Author Archives: signature103

About signature103

Language teacher and researcher. Buddhist.

building metaphors

we are forever
building metaphors
bridging gaps
between meaning
and form

transmitting
our intentions
our perfect,
static, timeless
ideals

from the mind
extended, like
antennae
now this –
my simile

constructed
and unplanned
the metaphor is
the foundation of
our abstractions

Process

The world never stops. It is in a continual process of change.

Hume believed necessary connections existed only in logic. For something to “be”, in a static and eternal manner, is something which occurs in language and the mind, and not in the real world. This tendency to “freeze” (or take snapshots of) things and ideas is an error in concluding that a statement of fact is an unproblematic representation of reality. Not only is a fact a step removed from reality but also a statement of fact remains the same (static) while the reality it describes quietly moves on.

Mind, self, soul

Consider these three definitions from the LDOCE:

mind – your thoughts or your ability to think, feel, and imagine things mental.

self – the type of person you are, your character, your typical behaviour etc.

soul – the part of a person that is not physical, and that contains their character, thoughts, and feelings. Many people believe that a person’s soul continues to exist after they have died.

Often the mind, self and soul are synonymous, but as the definitions show they are not used in the same way. There are no true or perfect synonyms. 

While the definition of the mind does not mention character, the definition of self does not mention thoughts. The former is about ability; the latter about quality.

In the definition of the soul both ability and quality are brought together. It also contains or emphasises two further qualities – that of non-physical and (sometimes the belief in) its continuation beyond physical death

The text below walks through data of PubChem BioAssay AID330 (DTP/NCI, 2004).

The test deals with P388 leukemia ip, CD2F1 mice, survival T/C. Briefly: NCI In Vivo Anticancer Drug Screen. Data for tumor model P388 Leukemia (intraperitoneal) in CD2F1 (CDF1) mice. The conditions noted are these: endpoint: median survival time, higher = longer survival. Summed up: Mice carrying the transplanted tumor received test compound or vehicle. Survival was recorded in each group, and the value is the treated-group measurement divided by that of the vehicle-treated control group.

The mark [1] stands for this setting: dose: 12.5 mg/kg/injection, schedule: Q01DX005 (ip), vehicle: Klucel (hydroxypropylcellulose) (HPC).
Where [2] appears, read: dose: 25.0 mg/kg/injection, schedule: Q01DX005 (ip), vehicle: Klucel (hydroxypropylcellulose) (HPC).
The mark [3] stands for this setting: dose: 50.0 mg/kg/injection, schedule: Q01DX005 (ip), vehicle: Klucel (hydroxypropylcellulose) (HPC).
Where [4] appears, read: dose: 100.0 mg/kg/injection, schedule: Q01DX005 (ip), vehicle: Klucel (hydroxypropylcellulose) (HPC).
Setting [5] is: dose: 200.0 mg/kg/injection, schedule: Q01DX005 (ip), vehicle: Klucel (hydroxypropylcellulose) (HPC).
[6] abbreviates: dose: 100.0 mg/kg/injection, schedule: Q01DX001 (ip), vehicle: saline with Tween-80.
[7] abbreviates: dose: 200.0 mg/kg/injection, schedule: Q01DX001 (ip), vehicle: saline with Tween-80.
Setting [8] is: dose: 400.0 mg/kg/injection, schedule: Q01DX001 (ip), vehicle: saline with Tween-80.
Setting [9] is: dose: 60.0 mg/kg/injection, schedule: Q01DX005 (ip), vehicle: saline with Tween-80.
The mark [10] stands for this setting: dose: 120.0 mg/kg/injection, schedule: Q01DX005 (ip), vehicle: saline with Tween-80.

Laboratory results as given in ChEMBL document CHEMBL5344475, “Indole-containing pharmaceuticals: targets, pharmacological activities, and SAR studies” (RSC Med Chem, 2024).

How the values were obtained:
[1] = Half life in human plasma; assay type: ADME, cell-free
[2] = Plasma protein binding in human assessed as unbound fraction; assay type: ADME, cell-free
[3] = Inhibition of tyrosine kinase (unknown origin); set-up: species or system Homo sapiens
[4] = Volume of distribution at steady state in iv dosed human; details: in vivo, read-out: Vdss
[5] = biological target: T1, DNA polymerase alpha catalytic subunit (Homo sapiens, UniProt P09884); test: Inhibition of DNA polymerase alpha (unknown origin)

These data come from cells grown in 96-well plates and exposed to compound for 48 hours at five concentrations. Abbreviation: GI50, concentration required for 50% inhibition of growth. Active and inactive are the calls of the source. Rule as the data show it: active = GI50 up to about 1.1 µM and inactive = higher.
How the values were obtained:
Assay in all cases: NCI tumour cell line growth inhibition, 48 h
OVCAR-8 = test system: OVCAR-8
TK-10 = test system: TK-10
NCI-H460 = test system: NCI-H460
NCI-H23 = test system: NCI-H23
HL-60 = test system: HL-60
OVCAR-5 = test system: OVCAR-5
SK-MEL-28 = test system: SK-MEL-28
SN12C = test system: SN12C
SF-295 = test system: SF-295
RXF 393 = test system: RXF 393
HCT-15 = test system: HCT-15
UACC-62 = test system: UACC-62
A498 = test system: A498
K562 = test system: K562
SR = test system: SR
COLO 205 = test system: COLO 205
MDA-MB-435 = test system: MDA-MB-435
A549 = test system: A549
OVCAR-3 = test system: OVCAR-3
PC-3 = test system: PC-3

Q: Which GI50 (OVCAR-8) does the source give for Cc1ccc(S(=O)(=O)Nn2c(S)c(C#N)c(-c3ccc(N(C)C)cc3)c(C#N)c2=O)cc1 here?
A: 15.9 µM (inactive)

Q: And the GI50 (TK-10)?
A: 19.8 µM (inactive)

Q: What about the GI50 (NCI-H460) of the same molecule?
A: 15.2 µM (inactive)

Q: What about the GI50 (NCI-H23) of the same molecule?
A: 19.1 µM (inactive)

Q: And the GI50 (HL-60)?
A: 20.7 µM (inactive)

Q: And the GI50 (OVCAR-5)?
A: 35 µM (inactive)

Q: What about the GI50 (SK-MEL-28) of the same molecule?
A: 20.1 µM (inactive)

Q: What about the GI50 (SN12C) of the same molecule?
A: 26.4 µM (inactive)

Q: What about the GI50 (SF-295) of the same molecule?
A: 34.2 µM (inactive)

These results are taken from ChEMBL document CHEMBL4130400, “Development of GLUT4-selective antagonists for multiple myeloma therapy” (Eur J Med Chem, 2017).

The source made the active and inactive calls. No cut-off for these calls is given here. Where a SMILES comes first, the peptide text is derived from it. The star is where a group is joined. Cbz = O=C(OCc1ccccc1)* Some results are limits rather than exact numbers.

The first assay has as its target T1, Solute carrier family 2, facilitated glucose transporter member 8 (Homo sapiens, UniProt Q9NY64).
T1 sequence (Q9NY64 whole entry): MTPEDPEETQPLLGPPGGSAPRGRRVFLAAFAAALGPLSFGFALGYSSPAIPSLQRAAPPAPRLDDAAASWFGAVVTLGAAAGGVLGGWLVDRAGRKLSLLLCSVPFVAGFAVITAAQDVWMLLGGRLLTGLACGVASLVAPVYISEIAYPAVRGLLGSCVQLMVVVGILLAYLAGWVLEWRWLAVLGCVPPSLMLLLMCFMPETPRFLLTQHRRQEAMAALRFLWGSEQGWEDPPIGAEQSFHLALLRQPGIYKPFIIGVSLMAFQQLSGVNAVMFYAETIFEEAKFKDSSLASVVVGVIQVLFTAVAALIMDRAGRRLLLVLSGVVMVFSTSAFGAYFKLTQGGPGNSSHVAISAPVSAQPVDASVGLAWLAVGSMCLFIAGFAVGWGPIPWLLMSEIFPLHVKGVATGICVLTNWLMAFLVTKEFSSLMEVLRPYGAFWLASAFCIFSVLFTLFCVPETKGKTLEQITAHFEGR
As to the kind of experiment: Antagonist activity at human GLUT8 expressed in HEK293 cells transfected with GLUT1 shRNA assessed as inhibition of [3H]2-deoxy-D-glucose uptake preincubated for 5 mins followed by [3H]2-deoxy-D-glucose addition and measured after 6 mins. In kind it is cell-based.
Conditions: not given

I doubt anyone thinks that thoughts and feeling continues to exist in the mind after his or her death, or that one can be described as being a type of person with a certain character or behaviour after his or her death. It is with the soul only that we continue to think of someone’s continued existence beyond their physical one.

But what is this ‘part of the person that is not physical’ that no one has seen and everyone infers to exist? By what evidence does one have to make this inference? I can infer thought from physical reaction, and character from physical attributes. But one cannot infer the existence of a soul from death, apart from the cessation of thought, feeling and characteristics. What can only be inferred is that death is the cessation of these. Souls, then, are the thoughts and remembrances of the characteristics of those who are living, or have since passed

the definition of a soul

cultures posit this.
give it an existence
despite any evidence,
apart from its name.

this thing
is essentially
(                )
no-thing.

& those left behind
gaze at the soul
as though it is there
on the other shore

when in reality
even the shoreline
is a necessary part
of the illusion.

annual check up

sometimes
you just dont want
to know, when
everything
is running fine
running smoothly
it doesnt matter
if the metaphorical “oil”
is just a little dirty

starved
of food and water
i wait for my turn
along with the other
starving people
in the hospital
white rooms
that are never
quite white

the stale stench
fills the space
patients reading books
swiping screens
not wanting to know
not wanting to wait
the ping of machines
marking time, timing
the inevitable

When a person dies …

When a person dies their body (matter) remains and their mind extinguishes. That is observed. Under no circumstances does matter extinguish. It only changes. Conservation is observed. This consistency and predictability of matter is essential to my understanding (call it reason if you will). From nowhere else does my knowledge of the reality start except from the sensation, then perception and conception of it.

When I die, I will not continue as a mind or spirit but the matter will transform into something else that may or may not have a mind.

Does being a material monist mean I feel lonely?

No.